Oil prices are mixed as the American fuel markets become tighter while the trade dispute weighs heavily on Brent

Singapore – Oil prices were mixed on Tuesday, with the US fuel markets tightening, while the trade dispute between China and the US is dragging on international rough contracts.

US West Texas Intermediate (WTI) raw futures for delivery in September rose by 27 c, or 0.4%, at 3.06 pm GMT, with $ 66.70 a barrel. The contract expires on Tuesday.

The more active October futures increased by 7c, or 0.1%, to $ 65.49 per barrel.

Traders said the markets in the US would be boosted in the coming months by tightening the outlook for fuel markets.

Stocks in the US for refined products such as diesel and fuel oil for this time of the year are at their lowest level in four years.

This happens just before the peak period for these fuels, with diesel needed for tractors to harvest crops and the arrival of colder weather during the autumn of the northern hemisphere, which increases the consumption of fuel oil.

Outside the US, Brent's crude oil futures contracts were slightly weaker, trading at $ 72.18 per barrel, 3c lower than the last closing price.

This followed the offer in the US of Monday 11 million barrels of crude oil from its Strategic Petroleum Reserve (SPR) for delivery from 1 October to 30 November.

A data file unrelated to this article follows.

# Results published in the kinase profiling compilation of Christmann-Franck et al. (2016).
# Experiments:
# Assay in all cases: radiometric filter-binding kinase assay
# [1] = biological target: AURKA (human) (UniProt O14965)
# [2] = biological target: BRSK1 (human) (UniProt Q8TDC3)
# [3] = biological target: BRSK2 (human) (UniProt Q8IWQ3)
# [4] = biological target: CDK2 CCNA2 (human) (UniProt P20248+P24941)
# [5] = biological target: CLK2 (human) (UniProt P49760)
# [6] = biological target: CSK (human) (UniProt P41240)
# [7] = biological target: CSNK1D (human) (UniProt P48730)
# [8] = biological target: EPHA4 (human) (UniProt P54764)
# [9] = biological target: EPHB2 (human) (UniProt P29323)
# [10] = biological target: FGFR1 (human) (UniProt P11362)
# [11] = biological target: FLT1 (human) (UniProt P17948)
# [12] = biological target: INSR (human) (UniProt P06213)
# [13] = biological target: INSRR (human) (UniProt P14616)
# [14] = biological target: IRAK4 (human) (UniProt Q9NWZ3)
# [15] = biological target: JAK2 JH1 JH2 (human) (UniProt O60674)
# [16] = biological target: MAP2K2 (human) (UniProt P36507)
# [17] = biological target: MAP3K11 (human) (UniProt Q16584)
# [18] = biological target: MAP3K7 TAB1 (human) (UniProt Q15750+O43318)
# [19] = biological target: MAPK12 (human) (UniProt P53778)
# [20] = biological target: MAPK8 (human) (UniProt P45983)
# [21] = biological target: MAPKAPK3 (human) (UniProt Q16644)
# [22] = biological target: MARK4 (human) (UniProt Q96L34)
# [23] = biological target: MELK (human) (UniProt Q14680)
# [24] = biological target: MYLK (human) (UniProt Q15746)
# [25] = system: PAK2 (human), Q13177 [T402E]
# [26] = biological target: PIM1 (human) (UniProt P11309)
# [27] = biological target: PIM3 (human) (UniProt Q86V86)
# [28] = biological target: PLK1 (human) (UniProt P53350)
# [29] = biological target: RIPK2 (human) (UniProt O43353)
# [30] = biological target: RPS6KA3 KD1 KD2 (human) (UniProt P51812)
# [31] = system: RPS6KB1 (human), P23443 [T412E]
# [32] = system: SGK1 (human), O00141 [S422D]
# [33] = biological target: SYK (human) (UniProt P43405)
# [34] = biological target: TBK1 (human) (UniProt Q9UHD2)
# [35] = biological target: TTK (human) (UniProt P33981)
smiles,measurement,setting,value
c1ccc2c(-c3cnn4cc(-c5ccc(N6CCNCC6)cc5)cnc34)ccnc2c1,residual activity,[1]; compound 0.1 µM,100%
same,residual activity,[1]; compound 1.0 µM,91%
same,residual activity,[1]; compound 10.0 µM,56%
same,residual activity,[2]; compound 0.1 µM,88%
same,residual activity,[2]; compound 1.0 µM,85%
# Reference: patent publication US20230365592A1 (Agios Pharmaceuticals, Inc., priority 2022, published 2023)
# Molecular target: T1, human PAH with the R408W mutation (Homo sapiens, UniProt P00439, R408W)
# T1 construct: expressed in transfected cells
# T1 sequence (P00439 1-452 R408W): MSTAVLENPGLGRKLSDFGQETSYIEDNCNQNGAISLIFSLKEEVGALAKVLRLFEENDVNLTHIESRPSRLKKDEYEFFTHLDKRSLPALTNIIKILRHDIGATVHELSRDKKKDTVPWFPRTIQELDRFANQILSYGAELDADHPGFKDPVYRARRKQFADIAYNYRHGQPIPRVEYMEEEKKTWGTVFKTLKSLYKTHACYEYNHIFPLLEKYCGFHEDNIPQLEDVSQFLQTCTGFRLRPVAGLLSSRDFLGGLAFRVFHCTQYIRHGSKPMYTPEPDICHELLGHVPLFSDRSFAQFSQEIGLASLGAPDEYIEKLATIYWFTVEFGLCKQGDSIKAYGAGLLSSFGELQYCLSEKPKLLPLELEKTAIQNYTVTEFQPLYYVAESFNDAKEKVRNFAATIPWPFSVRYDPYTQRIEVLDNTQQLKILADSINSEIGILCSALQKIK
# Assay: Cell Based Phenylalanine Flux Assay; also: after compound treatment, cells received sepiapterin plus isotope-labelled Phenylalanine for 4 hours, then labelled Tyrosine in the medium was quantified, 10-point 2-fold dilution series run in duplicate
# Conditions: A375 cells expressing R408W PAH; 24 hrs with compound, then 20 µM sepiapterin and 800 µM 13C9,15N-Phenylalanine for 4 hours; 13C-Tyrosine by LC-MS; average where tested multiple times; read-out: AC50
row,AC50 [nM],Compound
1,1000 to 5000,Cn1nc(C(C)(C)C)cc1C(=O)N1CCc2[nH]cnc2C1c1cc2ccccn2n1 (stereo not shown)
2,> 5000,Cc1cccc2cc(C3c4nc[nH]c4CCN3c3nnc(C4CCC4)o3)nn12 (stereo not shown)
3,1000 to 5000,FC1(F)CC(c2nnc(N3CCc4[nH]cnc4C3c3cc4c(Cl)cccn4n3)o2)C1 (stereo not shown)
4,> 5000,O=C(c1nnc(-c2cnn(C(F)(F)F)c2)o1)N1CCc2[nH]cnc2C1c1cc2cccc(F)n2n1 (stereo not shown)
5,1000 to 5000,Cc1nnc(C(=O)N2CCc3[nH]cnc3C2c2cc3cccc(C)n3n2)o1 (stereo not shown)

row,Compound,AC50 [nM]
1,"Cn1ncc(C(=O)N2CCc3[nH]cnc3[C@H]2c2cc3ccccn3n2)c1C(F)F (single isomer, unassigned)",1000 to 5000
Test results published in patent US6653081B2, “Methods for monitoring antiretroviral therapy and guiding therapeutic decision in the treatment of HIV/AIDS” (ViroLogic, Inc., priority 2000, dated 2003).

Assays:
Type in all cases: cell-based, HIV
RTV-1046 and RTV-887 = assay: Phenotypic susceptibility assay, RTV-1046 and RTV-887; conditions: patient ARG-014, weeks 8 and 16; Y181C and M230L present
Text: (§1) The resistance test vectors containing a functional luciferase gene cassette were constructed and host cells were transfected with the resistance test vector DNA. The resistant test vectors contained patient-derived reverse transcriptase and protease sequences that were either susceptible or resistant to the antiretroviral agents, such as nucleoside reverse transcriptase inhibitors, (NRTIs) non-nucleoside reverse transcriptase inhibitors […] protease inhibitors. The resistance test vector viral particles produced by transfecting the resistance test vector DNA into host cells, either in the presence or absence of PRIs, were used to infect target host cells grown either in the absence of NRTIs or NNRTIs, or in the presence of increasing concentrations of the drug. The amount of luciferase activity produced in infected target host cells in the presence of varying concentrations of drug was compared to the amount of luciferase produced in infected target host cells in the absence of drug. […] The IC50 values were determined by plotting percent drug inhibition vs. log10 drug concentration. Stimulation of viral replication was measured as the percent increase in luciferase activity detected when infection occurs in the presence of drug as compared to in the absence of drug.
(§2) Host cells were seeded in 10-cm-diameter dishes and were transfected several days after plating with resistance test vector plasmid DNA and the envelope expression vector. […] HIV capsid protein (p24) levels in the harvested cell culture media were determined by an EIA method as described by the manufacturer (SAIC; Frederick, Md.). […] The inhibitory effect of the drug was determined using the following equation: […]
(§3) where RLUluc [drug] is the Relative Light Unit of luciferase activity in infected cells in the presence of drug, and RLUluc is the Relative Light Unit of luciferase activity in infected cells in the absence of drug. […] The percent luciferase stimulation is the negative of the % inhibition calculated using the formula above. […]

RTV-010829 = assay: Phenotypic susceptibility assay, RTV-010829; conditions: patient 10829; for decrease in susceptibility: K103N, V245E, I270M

The oil released could compensate for the expected supply problems of the US sanctions against Iran, which will focus on its oil industry from November.

Because of the sanctions, the French bank BNP Paribas said oil production from OPC oil dealer, of which Iran is a member, is expected to decrease from an average of 32.1 million barrels per day in 2018 to 31.7 million barrels per day in 2019.

Nevertheless, traders said that overall market sentiment was cautious because of concerns about demand prospects amidst the trade dispute between the US and China.

This week there must be a Chinese trade delegation in Washington to resolve the dispute, but US President Donald Trump told Reuters in an interview on Monday that he does not expect much progress and that resolving the trade dispute with China will "take time ".

Sufficient oil, despite Iran

The effect of the sanctions on Iran is not yet clear.

China has indicated that despite the US sanctions it will continue to buy Iranian oil.

The supply restriction in Iran can also be more than compensated by production increases outside Opec.

BNP Paribas said that the production of non-OPEC would probably grow by 2 million barrels per day in 2018 and 1.9 million barrels per day by next year.

"Depending on when the restrictions of the pipeline infrastructure in the US are lifted, the growth of the non-Opec supply may turn out to be higher by the end of 2019 than currently assumed," said the bank.

The search for new oil has increased globally over the past two years, with the global number of counts from 1,013 at the end of July 2016 to 1,664 in August 2018, according to the energy services company Baker Hughes.

The largest increase was in North America, where the number of counts rose from 491 to 1,057 in the past two years.

How the prices develop depends on the demand.

"We see global demand for oil rising by 1.4 million barrels per day, both in 2018 and in 2019," said BNP Paribas, implying that global markets are likely to be adequately supplied.


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